Two sides of the same bad penny? Gallipoli and the Western Front a comparison
edited by Michael LoCicero
published by Helion & Company in 2018
hardback ISBN 978 1 911096 68 9
261 pages plus index
This is a compendium of twelve papers, most of which were presented at a joint Gallipoli Association – Western Front Association conference held in September 2015, with some well-known names being amongst the authors including Peter Hart and Prof. Gary Sheffield. Many readers will also know the names of Stephen Chambers and Chris Pugsley for their previous outstanding work on Gallipoli and the New Zealanders respectively. For the most part, the authors are respected historians in their fields even if perhaps less well known to the general reader, including Rob Thompson, John Sneddon and Clive Harris, the latter also being a leading battlefield guide when it comes to Gallipoli. In other words, a good, solid team to be discussing this subject.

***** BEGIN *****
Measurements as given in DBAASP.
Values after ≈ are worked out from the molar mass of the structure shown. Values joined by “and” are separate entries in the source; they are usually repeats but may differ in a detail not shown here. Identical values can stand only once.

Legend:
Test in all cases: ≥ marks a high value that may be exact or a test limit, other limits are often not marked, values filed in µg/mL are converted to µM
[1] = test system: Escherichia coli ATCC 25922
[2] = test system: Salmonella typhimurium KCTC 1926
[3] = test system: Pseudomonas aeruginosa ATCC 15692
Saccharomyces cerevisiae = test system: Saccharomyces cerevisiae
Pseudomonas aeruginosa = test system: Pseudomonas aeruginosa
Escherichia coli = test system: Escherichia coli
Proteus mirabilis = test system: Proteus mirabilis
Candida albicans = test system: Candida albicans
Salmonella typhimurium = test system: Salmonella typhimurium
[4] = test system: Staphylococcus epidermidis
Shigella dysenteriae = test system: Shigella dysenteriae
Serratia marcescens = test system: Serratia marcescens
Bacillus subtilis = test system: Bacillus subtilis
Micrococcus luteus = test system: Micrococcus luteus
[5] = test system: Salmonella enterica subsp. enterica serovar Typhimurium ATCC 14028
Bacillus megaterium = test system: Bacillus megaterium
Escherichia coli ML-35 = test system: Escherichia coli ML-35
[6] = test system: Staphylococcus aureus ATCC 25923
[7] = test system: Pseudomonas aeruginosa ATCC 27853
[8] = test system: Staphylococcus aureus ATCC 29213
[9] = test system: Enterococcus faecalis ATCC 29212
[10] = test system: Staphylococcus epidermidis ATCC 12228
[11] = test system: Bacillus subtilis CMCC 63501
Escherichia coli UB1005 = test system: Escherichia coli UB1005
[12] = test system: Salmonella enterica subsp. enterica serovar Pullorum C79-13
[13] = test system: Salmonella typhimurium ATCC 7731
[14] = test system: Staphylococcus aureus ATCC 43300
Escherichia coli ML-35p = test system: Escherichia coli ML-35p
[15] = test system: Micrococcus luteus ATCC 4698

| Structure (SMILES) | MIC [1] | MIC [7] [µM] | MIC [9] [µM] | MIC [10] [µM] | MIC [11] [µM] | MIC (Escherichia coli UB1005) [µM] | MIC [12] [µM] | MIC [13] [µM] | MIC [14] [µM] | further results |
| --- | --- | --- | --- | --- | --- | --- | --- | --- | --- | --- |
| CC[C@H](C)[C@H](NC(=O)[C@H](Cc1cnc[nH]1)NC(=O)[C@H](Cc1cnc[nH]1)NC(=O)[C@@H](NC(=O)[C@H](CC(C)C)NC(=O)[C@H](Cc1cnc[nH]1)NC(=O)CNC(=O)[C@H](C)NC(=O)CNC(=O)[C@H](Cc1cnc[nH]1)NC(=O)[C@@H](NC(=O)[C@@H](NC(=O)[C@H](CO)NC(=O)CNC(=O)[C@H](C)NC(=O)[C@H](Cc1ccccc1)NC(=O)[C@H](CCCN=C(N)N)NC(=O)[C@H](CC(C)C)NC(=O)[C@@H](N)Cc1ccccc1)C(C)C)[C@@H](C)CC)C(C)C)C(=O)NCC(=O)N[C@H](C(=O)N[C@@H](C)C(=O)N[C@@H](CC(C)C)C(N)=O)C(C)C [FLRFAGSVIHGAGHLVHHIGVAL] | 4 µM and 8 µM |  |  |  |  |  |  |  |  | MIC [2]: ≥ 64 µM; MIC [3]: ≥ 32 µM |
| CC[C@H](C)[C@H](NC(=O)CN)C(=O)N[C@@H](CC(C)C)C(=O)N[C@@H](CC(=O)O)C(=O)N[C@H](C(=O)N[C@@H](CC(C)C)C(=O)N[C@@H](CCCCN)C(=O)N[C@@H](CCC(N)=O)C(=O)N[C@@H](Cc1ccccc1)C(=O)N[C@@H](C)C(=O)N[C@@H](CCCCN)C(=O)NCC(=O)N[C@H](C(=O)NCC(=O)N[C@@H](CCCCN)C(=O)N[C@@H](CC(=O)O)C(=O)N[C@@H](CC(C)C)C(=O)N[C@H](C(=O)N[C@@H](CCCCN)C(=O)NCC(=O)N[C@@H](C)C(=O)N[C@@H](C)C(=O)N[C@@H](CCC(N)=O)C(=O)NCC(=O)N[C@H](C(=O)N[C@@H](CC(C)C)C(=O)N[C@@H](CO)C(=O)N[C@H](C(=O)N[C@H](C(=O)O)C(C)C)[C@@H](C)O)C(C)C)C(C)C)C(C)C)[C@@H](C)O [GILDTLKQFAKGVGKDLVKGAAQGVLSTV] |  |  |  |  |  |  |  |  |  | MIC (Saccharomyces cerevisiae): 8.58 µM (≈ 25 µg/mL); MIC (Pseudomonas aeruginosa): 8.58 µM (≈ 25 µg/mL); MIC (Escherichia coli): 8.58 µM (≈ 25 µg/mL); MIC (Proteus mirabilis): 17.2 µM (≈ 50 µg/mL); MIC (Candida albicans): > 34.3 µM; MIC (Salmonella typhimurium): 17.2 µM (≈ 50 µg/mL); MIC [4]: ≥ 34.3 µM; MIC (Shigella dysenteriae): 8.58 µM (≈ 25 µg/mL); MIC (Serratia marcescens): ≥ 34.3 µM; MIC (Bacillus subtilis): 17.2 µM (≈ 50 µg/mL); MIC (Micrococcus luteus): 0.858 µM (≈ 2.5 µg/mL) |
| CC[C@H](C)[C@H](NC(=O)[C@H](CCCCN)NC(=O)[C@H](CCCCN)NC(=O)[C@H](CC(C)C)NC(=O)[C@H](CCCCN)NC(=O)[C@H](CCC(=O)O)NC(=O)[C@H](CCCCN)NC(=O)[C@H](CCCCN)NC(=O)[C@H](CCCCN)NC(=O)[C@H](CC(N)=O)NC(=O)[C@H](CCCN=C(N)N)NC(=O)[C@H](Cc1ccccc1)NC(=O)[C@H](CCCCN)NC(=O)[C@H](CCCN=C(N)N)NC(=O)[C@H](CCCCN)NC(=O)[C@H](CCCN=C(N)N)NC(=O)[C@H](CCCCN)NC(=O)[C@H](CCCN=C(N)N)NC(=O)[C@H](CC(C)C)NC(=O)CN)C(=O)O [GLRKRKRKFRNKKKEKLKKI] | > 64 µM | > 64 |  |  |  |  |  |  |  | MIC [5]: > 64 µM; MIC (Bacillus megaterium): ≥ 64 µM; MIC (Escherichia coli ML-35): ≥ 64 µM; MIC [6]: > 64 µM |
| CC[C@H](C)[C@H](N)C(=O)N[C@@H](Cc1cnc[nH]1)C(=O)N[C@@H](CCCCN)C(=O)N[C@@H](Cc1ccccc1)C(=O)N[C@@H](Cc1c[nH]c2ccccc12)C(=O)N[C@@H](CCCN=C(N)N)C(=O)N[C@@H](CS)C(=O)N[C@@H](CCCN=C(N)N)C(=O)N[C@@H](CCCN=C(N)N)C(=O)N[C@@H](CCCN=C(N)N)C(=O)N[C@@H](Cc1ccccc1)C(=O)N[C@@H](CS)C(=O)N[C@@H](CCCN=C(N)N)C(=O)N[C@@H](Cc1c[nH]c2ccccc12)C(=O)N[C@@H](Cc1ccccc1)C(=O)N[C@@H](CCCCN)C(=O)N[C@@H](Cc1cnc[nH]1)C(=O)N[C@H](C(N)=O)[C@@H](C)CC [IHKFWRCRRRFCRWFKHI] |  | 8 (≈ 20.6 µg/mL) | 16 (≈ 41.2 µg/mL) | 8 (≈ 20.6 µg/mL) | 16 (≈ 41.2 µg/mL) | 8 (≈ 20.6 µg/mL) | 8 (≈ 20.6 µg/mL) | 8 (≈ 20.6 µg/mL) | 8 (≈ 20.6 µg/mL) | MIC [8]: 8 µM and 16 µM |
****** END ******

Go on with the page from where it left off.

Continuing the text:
The conference set out to compare and contrast the two campaigns, which of course were fought in parallel during much of 1915. Same players on the Entente side (although with the introduction of the Anzacs in Gallipoli rather than the Canadians in Flanders); different enemies, although associated, in Germany and the Ottoman Empire. They had vastly different terrain, climate and logistical requirements, yet at one level of abstraction it might be said that both came to be characterised by the same entrenched positional warfare.
The papers look at the campaigns entirely from the Entente side, with nothing coming from a German or Ottoman perspective. I found Thompson’s work on logistics and Sneddon on munitions technology to be the most interesting. Other papers look at various British divisions, the New Zealanders, Australian Imperial Force, Australian tunnellers and, more unusually, Canadian nurses. With the exception of the latter, which is by Andrea McKenzie, I am not sure that there is much that would be genuinely new to anyone who has studied the two campaigns. The final two papers, by Stephen Chambers and Mark Connelly, look at aspects of photography and cinematic work and they do bring a different and refreshing perspective to the mix.
Good as a work of record of the conference; good for a one time read through; but not one that I will feel the need to keep for future reference,